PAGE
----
The most effective way to raise awareness about ALS is to share a story about someone you know who lives with or has lived with the disease.
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Personal Stories: “Contemplating My 7-Year Journey” – Bob Schoeni
July 29, 2015 marked our seventh anniversary of my diagnosis. What does one do to “celebrate” the anniversary of such an event? I’m not sure. But for some reason I opened up my email and re-read messages sent to Gretchen and me the day we announced our situation to friends and colleagues.
Re-reading those messages brought back some intense emotions: despair, lack of hope, and concern for Gretchen and the girls. It’s probably why I have only read them a few times since 2008. We are incredibly fortunate that my health has not deteriorated as quickly as we thought it would. My legs and arms are getting weaker, and my voice is not nearly as strong as it was a year ago. Thankfully, I can still function fairly independently, enjoy my family, friends, and community, and continue to work half-time. When asked, most people say they wish for a speedy death – maybe a heart attack – with no lingering disability or limitations. Seven years ago I probably would have agreed with them. The last several months I have thought quite a bit about this question. I’m struck by the fact that many different religions and life perspectives value struggle. • I ask not for a lighter burden, but for broader shoulders. – Jewish proverb • We must embrace pain and burn it as fuel for our journey. – Kenji Miyazawa, devout Buddhist • The gem cannot be polished without friction nor man without trials. – Confucius • There is nothing that can cleanse your soul like getting the hell kicked out of you. – Woody Hayes (Okay, Woody Hayes might not qualify as an admirable life teacher, at least not for this Michigan fan, but you get the point!) While I can’t say I am glad I have ALS, I know my path with this disease has been much easier than others given the slow progression of my condition and the incredible support I have received from so many different people. So it is less clear to me today than seven years ago that the world would be a better place if there were absolutely no disease, sickness, or struggle.
Personal Stories: Jim Szumko
Jim Szumko, born in 1947, spent most of his life in Michigan. He grew up in Flint, attended Eastern Michigan University, and eventually married his high school sweetheart, Gustie Macko, and raised a family in and around Ann Arbor. Jim was diagnosed with ALS in May 2008. Soon after, he and Gustie moved from Saline to Ann Arbor to live near their son and his family.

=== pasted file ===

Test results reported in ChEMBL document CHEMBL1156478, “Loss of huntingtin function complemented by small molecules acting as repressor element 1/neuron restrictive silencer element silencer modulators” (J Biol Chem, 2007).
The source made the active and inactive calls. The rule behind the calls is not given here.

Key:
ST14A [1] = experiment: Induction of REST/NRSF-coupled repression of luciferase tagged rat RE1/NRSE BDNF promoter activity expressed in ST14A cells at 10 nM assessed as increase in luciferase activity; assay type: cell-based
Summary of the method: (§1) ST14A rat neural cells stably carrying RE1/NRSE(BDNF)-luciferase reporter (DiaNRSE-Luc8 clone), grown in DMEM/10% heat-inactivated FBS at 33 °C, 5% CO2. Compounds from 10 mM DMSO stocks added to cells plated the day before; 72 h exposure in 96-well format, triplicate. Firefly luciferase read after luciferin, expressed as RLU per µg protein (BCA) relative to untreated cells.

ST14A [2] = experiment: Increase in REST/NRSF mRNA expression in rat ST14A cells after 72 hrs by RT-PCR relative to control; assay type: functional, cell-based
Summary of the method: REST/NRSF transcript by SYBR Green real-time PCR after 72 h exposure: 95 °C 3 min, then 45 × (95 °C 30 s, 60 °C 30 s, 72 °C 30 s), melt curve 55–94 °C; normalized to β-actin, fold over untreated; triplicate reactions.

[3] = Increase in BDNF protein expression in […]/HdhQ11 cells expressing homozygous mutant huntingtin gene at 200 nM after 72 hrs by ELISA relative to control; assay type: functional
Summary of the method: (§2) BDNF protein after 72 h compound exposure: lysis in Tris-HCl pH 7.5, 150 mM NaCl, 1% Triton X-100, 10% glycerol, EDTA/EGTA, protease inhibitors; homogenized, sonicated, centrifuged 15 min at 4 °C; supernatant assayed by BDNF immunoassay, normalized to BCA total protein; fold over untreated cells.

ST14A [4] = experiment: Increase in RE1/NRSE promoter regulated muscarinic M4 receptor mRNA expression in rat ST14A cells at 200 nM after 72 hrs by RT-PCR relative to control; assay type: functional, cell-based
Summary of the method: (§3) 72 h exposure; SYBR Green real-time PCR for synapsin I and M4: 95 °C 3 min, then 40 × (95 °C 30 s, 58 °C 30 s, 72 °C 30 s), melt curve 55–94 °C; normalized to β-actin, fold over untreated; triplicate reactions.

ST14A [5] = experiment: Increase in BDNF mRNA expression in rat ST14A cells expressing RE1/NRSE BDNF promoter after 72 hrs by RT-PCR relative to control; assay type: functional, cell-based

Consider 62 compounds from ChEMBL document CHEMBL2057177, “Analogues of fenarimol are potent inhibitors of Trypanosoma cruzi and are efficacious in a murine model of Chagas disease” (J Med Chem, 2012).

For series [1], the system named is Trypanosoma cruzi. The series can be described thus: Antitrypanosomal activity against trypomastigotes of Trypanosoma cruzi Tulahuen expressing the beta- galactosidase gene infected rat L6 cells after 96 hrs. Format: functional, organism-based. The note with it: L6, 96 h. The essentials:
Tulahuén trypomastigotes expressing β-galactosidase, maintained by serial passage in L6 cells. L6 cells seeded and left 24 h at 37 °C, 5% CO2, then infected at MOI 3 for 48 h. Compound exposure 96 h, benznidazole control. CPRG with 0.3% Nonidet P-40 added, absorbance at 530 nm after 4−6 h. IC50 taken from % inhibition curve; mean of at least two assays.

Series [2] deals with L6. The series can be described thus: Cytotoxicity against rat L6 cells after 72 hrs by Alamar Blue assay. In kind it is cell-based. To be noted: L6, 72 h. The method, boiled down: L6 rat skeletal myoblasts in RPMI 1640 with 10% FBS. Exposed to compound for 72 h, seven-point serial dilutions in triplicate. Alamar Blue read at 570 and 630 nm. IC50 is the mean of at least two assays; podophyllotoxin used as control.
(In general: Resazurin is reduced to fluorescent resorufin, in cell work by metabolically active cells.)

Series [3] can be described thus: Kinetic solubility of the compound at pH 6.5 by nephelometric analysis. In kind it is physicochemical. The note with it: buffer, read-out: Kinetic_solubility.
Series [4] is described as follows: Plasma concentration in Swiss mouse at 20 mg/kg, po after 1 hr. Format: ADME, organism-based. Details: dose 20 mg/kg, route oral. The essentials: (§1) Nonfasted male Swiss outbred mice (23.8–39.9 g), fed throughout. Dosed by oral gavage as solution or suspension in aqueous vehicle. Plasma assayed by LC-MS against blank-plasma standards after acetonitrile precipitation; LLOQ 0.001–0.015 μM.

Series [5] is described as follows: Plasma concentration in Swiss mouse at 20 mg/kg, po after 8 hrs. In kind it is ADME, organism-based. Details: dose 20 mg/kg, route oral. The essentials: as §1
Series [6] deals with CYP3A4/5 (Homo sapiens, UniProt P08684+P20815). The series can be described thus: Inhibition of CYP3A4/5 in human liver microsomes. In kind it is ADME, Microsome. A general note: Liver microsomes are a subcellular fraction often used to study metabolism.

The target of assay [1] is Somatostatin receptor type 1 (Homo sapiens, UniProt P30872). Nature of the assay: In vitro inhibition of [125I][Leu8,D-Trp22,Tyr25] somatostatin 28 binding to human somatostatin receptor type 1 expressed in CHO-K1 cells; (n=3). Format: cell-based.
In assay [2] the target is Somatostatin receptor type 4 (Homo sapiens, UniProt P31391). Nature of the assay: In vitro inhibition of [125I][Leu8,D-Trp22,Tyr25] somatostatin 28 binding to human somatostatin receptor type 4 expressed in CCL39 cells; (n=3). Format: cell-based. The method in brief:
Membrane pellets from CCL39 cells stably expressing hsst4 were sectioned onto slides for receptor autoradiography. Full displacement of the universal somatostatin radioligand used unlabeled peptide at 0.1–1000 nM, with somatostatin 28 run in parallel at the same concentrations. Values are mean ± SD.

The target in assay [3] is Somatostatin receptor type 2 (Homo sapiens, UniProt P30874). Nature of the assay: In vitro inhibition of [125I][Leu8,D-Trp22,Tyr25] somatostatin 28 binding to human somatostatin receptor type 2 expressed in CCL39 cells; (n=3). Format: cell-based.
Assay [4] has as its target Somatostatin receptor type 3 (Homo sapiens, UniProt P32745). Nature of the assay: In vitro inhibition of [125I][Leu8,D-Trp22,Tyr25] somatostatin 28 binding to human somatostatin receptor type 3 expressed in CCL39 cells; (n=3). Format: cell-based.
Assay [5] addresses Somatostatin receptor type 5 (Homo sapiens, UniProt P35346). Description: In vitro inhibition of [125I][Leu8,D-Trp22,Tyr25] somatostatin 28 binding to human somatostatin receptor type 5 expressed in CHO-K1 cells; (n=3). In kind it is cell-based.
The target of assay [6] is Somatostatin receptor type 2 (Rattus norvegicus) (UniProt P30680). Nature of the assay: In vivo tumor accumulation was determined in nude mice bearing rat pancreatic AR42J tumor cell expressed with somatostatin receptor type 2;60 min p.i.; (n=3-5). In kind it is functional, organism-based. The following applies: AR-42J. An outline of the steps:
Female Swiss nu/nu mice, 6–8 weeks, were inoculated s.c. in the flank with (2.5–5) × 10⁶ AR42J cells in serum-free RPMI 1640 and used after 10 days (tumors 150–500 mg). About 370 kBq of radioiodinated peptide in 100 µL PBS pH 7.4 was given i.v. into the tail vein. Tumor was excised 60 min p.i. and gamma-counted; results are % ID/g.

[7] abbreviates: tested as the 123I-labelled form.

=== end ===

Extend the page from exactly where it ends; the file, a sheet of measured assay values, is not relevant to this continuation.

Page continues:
Jim’s daughter-in-law, Christine, speaks about this as an intense experience was for their sons, who were eight and four at the time. The boys saw their grandfather lose capacity, they saw people helping him up after bad falls and feeding him meals, and they saw their parents’ worry about how to care for Jim as the disease progressed. But they also experienced a family pulling together to love and support each other through pain and grief. In the last year of Jim’s life, the boys came to know what kind of adventures could be born from new challenges. One evening, Jim and 8-year-old Alex ventured off to a Cub Scout event. Jim was in his motorized wheelchair and Alex on his scooter, and they were traveling over a mile and a half away. Jim had long lost the ability to drive anywhere by himself, and even with the motorized wheelchair he wasn’t embarking far. Alex was going beyond his usual scootering limits, and would be responsible if anything happened to Jim. As Christine says, “I can’t help but imagine the thrill and the sense of freedom that they both felt on this adventure.” Jim died on October 1, 2010.
Personal Stories: Stan Bielby
Stan Bielby, a long-time resident of Ann Arbor, was 44 years old and a father of three boys when he was diagnosed with ALS. He was an Electronic Technician at the University of Michigan’s Human Performance Center, and an active volunteer in the community. He coached his sons’ sports teams (especially baseball), served as the Cub Scout leader of Pack 5 from Eberwhite School and as president of the PTO Council.
Stan was passionate about his work and his family. Though many descriptions of ALS indicate that the disease “leaves the mind intact, while paralyzing the body,” this is not always the case. Unlike most patients, Stan’s first symptom was not physical, but mental: “He did things that were not typical of him”, says his wife, Nan Bielby Sudia. For Stan, a creative inventor, and for his family, this early symptom of dementia led to uncertainty around the disease. Stan’s physical symptoms did eventually progress, but his legs remained strong. He developed a passion for roller skating which probably came from his youth when he was an avid ice skater and hockey player. Nan recalled, “Even when he did not have the use of his arms, he still went roller skating a few times a week.” Stan passed away on July 29, 1981, at the age of 46.